The history-making outcome of the second Test in Adelaide yesterday confirmed Test cricket’s greatest and enduring strength – its glorious uncertainty.

One of the legendary – but true – stories in Australian cricket history concerns the first tied Test between Australia and the West Indies at the Gabba in 1961.

On the final day, the game looked like ending in a tame draw, and the ABC’s doyen of cricket commentators, Alan McGilvray, decided to catch an early flight back to Sydney and leave the final session to local broadcaster, Clive Harburg. Clive’s call of the final overs has since been replayed perhaps a thousand times.
 

That was the first, and last, time McGilvray in his long and eminent career left a Test match early. Yesterday’s ABC commentary team remembered the McGilvray embarrassment, and stayed to the very end to call the thrilling last moments of the Test.

In terms of the TV coverage, Channel 9 also deserves a big thumbs up, too. Not only did they stay with the game until its conclusion (we’ve come a long way since the ABC went to the news with Greg Chappell closing in on a century in his first Test at Perth in 1970-71) but they stayed with the post-match for a respectful time as well.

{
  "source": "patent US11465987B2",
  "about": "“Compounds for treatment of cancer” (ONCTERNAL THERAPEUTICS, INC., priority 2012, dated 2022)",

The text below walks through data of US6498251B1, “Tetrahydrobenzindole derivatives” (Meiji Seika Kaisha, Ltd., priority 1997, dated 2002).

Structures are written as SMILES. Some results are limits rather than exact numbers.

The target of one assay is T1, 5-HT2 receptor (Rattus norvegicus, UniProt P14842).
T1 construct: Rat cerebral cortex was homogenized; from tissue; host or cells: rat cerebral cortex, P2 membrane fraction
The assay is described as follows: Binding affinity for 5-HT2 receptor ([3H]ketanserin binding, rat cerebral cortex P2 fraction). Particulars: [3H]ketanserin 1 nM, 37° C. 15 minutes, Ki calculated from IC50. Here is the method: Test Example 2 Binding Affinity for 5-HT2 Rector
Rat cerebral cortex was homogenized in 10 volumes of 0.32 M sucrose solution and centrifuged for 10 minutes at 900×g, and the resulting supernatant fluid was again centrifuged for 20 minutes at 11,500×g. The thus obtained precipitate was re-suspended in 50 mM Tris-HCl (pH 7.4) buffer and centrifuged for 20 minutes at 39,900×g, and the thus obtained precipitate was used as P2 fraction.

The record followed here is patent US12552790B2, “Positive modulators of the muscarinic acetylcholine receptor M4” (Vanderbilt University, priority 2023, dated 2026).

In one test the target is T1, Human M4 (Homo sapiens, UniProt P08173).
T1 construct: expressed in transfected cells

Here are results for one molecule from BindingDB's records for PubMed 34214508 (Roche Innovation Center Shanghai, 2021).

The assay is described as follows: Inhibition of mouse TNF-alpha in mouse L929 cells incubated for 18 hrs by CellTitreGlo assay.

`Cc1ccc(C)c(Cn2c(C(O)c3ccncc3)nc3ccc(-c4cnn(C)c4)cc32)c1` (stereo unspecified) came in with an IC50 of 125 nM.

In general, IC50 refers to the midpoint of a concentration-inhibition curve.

Too often in these sorts of instances in the past, the play finishes and the station rushes off to the news. But tonight they stayed for all the celebrations, we saw the utter elation of the Aussies, got interviews with Warne, Ponting, Hussey and Clarke, and got to see the players going over and thanking the fans — it was great stuff. They didn’t leave the coverage until the players were starting to leave the field.

But back to the cricket. Last year’s Ashes loss obscures the outstanding record of Australia in Test cricket since then. In calendar year 2006, Australia has played four Tests against South Africa, two against Bangladesh, and now two against England. It has won all eight, and now has a chance of going through a calendar year winning every Test it has played.

But there is a bigger winner than Ricky Ponting’s team — Cricket Australia. The first Test in Brisbane just about doubled the previous crowd record, and the Adelaide Test drew over 140,000 spectators. The corresponding Ashes fixture four years ago drew just over 70,000.

One might think Cricket Australia will be concerned that the Ashes series might now be decided in Perth. It has no worries – the two big money spinners, the Boxing Day Test in Melbourne and the New Year Test in Sydney, are just about sold out.

The often predicted demise of Test cricket would appear further away than ever.

Peter Fray

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